Binaries and Tests

Although specifying a library target is pretty straightforward, trying to get a binary or a test target working can involve a lot more finagling; elba supports multiple syntaxes and ways to specify a binary target (and by extension, a test target, since test targets are just spruced-up binary targets under-the-hood) in order to ensure maximum flexibility and compatibility with the existing Idris code out in the wild. Although there is information about these kinds of targets :doc:`in the reference <../reference/manifest>`__, this section will help you build some intuition as to the building blocks of the binary target specification system, and will provide a “cookbook” of common usecases to follow.


There are a few terms you should know as a prerequisite:

  • A subpath is a subdirectory of the project’s root folder. By definition, subpaths cannot refer to parent or absolute directories. Examples include bin/, bin/Whatever/Module, Lightyear.idr, etc.
  • A module path is the A.B.C name associated with a given Idris file (“module”). Names in the module path are separated with periods, and their precise location is determined by other config keys in the manifest. Examples include Lightyear.Core, Control.Monad.Tardis, etc.

Subpaths and module paths can actually be combined into a mixed path, like in src/Lightyear.Core or tests/one/Tests.Unit.API. The parts which are separated with slashes are considered the subpath portion (src, tests/one), while the parts separated with periods are the module portion (Lightyear.Core, ``Tests.Unit.API**). When mixed, subpaths always precede module paths. These types of strings– subpaths, module paths, or mixed paths–will be referred to as target strings or target specifiers.

In order to account for main functions which aren’t named Main.main, elba allows for generation of a main file which points to a function in another module. This will be referred to as “generating a main file” for another function.

Resolution Rules

There are multiple components to any binary or test target; for our purposes, the relevant parts are the path and main specifiers. main is required and refers to a target string, while path refers to a parent directory in which the target string should be searched for. path can be omitted: its default value is src/ for binary targets and tests/ for test targets.

Given the following binary target:

path = "$p"
main = "a/.../"

elba will go through the following rules to resolve a target specifier (the first search which works is used):

  • Attempt to interpret as a subpath: filename, extension ext - If there’s no file extension or ext == idr or lidr:

    • Search for a/.../xyz.idr
    • Search for a/.../xyz.lidr
    • Otherwise: - Search for a/.../xyz.idr, generate main for fn ext - Search for a/.../xyz.lidr, generate main for fn ext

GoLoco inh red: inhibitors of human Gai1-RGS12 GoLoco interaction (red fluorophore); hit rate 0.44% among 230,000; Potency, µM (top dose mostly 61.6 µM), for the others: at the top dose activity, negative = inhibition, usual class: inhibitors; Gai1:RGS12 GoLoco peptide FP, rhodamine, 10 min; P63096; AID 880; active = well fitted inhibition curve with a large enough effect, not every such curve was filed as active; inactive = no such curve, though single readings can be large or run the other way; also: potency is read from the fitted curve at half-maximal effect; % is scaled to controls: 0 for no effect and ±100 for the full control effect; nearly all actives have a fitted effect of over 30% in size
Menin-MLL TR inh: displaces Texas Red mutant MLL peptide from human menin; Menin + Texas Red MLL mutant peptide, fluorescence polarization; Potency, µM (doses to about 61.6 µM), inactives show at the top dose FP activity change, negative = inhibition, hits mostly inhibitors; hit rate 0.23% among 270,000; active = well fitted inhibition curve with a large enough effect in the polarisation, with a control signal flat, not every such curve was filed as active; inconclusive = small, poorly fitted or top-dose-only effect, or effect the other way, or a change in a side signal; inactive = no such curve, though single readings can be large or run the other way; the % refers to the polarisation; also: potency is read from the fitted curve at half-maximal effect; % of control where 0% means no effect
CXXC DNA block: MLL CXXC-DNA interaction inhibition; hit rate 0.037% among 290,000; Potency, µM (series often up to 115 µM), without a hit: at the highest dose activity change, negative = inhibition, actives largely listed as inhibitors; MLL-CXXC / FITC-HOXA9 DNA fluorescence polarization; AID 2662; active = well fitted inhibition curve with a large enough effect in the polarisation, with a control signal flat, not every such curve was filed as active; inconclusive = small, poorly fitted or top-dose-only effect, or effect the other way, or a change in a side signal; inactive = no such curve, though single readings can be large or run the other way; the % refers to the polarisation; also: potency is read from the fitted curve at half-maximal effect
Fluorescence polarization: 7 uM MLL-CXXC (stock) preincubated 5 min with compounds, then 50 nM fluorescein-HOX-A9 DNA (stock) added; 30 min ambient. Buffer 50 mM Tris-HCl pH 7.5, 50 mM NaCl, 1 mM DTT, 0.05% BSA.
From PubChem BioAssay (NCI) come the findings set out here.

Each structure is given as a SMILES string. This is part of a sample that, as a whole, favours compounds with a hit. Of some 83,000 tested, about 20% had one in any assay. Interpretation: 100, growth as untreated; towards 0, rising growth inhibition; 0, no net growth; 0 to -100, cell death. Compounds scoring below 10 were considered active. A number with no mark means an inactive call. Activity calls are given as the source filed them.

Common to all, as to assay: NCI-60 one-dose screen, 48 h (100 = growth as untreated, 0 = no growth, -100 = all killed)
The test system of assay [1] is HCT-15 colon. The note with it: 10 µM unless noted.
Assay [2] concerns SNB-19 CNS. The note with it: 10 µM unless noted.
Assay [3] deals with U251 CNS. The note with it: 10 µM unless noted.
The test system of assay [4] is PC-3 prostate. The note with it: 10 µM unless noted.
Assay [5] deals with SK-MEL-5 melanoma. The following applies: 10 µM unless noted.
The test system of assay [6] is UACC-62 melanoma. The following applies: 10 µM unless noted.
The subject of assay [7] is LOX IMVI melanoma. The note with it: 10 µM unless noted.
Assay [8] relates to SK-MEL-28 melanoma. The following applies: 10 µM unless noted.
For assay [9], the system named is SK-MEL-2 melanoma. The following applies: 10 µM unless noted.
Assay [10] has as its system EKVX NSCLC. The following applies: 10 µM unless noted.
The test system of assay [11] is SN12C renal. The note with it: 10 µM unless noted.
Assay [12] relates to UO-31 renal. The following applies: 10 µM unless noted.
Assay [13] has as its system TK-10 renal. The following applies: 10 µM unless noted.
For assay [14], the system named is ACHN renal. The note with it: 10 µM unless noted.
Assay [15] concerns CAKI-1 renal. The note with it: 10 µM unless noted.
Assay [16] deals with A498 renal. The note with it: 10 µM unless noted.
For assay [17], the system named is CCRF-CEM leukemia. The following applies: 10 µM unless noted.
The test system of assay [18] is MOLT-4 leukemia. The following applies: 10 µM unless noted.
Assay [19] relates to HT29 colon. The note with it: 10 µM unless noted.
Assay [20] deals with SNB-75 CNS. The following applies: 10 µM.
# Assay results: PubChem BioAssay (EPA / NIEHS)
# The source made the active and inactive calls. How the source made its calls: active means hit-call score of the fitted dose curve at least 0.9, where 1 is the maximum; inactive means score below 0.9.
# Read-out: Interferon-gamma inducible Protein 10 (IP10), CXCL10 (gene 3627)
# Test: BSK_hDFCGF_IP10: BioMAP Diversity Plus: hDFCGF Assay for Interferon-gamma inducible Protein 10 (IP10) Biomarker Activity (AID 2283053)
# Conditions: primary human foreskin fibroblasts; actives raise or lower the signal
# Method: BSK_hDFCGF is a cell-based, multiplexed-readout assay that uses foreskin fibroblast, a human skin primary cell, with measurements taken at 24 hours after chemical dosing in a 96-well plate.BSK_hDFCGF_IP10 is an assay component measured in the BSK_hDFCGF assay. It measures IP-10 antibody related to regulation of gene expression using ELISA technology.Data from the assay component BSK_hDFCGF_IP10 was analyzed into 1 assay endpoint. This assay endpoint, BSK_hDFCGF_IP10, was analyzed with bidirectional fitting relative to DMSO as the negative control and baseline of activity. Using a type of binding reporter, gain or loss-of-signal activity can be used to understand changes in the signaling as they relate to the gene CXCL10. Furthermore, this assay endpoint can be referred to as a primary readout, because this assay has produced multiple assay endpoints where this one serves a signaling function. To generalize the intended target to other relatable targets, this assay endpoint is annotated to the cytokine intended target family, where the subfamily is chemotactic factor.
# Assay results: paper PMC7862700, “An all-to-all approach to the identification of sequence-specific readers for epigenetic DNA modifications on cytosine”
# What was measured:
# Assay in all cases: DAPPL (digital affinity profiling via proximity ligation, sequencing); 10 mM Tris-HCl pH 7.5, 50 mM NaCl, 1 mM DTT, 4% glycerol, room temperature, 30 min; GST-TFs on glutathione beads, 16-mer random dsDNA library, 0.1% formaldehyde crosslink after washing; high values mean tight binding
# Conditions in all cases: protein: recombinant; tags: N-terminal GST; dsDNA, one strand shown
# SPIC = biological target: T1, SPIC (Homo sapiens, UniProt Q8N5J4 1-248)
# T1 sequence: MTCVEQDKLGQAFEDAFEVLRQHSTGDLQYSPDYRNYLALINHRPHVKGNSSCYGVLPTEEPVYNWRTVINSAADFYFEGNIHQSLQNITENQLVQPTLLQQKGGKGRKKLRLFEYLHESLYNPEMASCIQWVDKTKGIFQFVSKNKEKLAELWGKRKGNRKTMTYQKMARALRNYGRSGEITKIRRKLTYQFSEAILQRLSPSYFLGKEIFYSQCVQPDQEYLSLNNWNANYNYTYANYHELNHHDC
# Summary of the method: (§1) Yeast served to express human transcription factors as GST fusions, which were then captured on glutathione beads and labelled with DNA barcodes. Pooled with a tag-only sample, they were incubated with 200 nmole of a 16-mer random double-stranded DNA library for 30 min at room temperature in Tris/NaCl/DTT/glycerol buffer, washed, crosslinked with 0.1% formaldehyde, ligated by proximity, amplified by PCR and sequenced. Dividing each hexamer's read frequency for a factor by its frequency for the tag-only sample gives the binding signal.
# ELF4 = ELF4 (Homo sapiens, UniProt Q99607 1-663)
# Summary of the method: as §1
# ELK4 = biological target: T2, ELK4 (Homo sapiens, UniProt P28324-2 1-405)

• If either branch failed, continue to next
  • Otherwise, interpret as a mixed or module path: - Search for $p/a/.../pqr/xyz/ext.idr - Search for $p/a/.../pqr/xyz/ext.lidr - Search for $p/a/.../pqr/xyz.idr, generate main for fn ext

    (except if ext == idr or lidr)

    • Search for $p/a/.../pqr/xyz.lidr, generate main for fn ext (except if ext == idr or lidr)

These rules make more sense in practice.

Source & Target Paths

Internally, elba splits a path into two parts: a source path and a target path. Any file which is located in the source path will be included in the Idris build invocation with the --include flag (i.e. your source files will not be available unless they are located under the source path). To determine where to divide the source and target paths, elba uses the following rules:

  • The source path of a subpath is its immediate parent.
  • The source path of a mixed or module path is the value of the path specifier.

In Practice

This section contains a few handy examples of common patterns for target specifiers.

Files in src/ directory

Let’s say your project has a file src/Main.idr, with a function Main.main. You could generate a binary for it in the following ways (don’t use all the [[bin]] blocks at once!)

path = "src" # also specified by default
main = "Main.idr"
# this is a subpath, so path will be ignored:
main = "src/Main.idr"

src/ directory, custom main

Now, let’s say you decide to move your main file to somewhere more exotic, like src/bin/App/Cli.idr, with a main function Which bin target you use depends on which files your binary will need to import to work:

# This binary needs files from the `src` directory
# This line is the default, so it isn't necessary
path = "src/"
main = "bin/"
# this works as long as the file "bin/App.Cli.idr" doesn't exist
# also works: main = "bin/App/", so long as
# "bin/App/Cli/run.idr" doesn't exist
# We only need files from src/bin
path = "src/bin"
main = ""
# or main = "App/"
# We only need files from src/bin/App
path = "src/bin/App"
main = ""
# Equivalent to above
# Whatever we set path to is irrelevant; elba will resolve main as a
# subpath first
main = "src/bin/App/"

Adding a test

Because tests and binaries are represented the same way to elba, the same rules and processes apply here too. Let’s add a test function runTests in the file tests/Tests.idr:

path = "tests"
main = "Tests.runTests"

.idr and .lidr

elba has special cases for target specifiers that end in idr or lidr. If you add a test target like so:

path = "tests"
main = "Tests.idr"

elba will look for:

  • Tests.idr
  • tests/Tests/idr.idr
  • tests/Tests/idr.lidr
  • tests/Tests.idr
  • tests/Tests.lidr

elba will never try to generate anything if the target specifier ends with .idr or .lidr.

More examples of these are available in :doc:`the reference <../reference/manifest>`__.